10TB ZFS Heirarchial Storage on Dell 2950 project
ZFS Storage on Dell 2950 III
This is a multi-part article on building a high performance ZFS storage appliance from mostly spare/used parts.
The use-case for this project is my consultancy Vsphere Lab environment where I run a decent number of VM's and need good performance but is affordable. In addition I had a few extra 2950 servers with internal storage that I wanted to use to keep the cost down.
Previously I had used both an external Thecus NAS and a Nexenta VM running on the same ESXi host with some success. The Thecus ran VM's well but during storage vMotion with a lot of I/O the Thecus random I/O for VM's almost dropped off-line. The Nexenta VM did not have this problem but it used nearly 30% of the host RAM, and obviously made host patching more of an issue since the storage had to be shut down for patching.
ZFS has quite a few benefits:
- 128 bit filesystem that has very few limits.
- Software RAID
- Volume manager is part of ZFS, not a separate tool
- Easily add SSD devices for read-cache (L2ARC) or separate write-log (SLOG)
- Transaction based writes, unlimited snapshots, replication
In short many of the features of high-end storage such as NetApp are available here in an open-source product.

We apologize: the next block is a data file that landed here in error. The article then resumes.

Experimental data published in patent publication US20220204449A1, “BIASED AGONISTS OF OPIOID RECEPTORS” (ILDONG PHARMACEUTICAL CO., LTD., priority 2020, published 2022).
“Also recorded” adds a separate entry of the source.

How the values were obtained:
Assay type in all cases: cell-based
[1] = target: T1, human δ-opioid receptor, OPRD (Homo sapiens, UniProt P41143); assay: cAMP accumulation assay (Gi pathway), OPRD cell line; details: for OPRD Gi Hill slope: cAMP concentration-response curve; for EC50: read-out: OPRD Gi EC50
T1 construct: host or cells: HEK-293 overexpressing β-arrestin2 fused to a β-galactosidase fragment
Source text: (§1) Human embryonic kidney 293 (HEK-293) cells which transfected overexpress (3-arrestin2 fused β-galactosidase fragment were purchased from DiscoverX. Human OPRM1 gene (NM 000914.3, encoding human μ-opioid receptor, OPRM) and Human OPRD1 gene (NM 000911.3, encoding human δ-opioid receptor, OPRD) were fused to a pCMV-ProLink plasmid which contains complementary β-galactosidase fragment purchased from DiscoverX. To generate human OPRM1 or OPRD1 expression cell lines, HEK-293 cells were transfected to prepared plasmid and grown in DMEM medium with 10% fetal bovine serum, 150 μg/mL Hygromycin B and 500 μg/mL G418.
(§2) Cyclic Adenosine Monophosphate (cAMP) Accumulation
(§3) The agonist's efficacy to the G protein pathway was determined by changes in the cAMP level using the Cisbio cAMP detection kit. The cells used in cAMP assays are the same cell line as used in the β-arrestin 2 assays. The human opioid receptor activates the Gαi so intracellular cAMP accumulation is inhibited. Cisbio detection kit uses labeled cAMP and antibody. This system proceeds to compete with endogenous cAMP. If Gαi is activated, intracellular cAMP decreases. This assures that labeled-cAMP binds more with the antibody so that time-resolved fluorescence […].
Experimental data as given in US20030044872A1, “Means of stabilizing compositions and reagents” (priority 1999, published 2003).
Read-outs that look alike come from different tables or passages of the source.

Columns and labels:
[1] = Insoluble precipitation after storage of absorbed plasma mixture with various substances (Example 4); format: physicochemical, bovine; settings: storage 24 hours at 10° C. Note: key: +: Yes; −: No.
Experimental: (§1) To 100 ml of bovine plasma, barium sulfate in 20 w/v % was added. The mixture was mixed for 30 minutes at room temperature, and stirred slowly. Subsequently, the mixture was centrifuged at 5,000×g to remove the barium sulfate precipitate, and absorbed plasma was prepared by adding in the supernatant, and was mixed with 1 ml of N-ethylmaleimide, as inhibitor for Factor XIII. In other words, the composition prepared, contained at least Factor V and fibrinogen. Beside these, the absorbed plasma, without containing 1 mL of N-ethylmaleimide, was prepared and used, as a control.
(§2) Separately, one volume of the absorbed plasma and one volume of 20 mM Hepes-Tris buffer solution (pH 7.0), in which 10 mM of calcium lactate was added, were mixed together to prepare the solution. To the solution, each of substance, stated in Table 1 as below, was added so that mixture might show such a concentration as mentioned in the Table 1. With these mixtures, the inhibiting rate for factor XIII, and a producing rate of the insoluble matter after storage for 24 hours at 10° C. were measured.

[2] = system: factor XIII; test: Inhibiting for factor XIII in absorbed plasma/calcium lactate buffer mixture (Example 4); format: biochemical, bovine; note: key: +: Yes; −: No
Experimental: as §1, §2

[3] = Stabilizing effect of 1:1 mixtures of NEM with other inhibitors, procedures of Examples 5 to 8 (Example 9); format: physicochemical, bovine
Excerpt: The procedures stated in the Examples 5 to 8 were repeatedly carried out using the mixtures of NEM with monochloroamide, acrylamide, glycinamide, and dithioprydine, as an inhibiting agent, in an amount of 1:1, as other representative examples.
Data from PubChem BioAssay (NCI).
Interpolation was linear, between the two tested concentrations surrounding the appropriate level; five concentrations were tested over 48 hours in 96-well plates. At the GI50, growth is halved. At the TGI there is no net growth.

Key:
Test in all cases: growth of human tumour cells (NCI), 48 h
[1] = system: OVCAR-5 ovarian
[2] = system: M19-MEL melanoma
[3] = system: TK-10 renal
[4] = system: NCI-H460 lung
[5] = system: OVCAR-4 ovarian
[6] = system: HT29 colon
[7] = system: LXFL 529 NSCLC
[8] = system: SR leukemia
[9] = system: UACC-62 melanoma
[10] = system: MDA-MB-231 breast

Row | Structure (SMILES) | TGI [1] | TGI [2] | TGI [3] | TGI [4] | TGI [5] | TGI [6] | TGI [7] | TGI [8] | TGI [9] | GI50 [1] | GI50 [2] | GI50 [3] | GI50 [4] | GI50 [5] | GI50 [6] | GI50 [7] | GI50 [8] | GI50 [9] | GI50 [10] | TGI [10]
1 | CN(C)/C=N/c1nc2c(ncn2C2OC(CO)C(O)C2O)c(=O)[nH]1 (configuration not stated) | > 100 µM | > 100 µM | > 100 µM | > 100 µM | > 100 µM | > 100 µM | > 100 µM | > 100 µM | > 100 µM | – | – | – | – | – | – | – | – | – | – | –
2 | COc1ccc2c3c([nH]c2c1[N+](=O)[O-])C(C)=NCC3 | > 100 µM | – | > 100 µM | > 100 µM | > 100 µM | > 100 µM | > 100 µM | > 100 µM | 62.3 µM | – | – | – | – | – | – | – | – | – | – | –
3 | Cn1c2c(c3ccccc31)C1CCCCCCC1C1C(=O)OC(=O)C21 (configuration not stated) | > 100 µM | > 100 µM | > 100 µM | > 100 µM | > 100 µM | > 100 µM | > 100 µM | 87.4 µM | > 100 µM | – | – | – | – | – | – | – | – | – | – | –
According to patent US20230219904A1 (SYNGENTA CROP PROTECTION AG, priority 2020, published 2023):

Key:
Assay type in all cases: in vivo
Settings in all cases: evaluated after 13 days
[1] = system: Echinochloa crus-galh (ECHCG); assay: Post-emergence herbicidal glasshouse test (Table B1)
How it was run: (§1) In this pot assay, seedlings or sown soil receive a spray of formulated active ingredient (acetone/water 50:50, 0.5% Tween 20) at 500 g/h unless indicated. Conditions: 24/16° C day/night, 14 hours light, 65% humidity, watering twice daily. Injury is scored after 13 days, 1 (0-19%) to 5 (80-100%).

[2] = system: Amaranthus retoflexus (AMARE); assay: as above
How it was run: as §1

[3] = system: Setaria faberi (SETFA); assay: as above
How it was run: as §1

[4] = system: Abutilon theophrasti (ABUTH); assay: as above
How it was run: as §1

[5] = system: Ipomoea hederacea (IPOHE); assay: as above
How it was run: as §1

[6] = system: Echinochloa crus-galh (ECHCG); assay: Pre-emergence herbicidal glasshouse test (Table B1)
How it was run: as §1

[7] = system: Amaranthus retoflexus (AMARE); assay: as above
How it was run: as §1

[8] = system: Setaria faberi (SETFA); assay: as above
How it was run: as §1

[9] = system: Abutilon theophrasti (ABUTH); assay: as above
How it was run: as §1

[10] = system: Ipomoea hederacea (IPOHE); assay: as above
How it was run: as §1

I had a existing Dell 2950 with 6 x 2TB NL-SAS drives which is perfect for a small ZFS server , especially when supplemented with a few SSD devices. The first design issue is weather to use a system pool for the OS which means losing two of the six drives for the OS. That would mean that I would be limited to 4 drives in RAID-10 for the data pool or only 4TB of space. Alternately one of the ZFS distros called SmartOS runs on USB Flash, leaving all 6 drives free for data, so this definitely seemed the way to go.
ZFS groups the storage pool into vDev's ( or virtual devices ) each of which must be a redundant mirror or RAIDZx unit. The write performance scales with the number of vDev's (Not the number of disks ) So my choices were:
- 3 vDevs: 3 2 disk mirrors with a capacity of 6TB
- 2 vDevs: 2 3-disk RAIDZ1 vDevs with a capacity of 8TB
- 1 vDev: 1 6-disk RAIDZ1 vDev with a capacity of 10TB
Since my environment is a small lab, and because I was planning to add SSD's to improve write performance anyway, I decide to go with the latter choice of 10TB.
Cost and Advantages
The cost of everything purchased from Ebay for this project was less than $2250. Since I already had an existing Dell server with internal storage I actually only needed to purchase 2 SSD's and a RAID controller for about $300 total .
For further details please see the following:
Part II - Hardware Selection and Setup.
Part III - Special Considerations for SSD's .
Part IV - Software Selection and Setup .
Part V - NFS shares Setup
Part VI - Performance Testing . ( Coming soon )
Part VII - Snapshots and Replication ( Coming soon )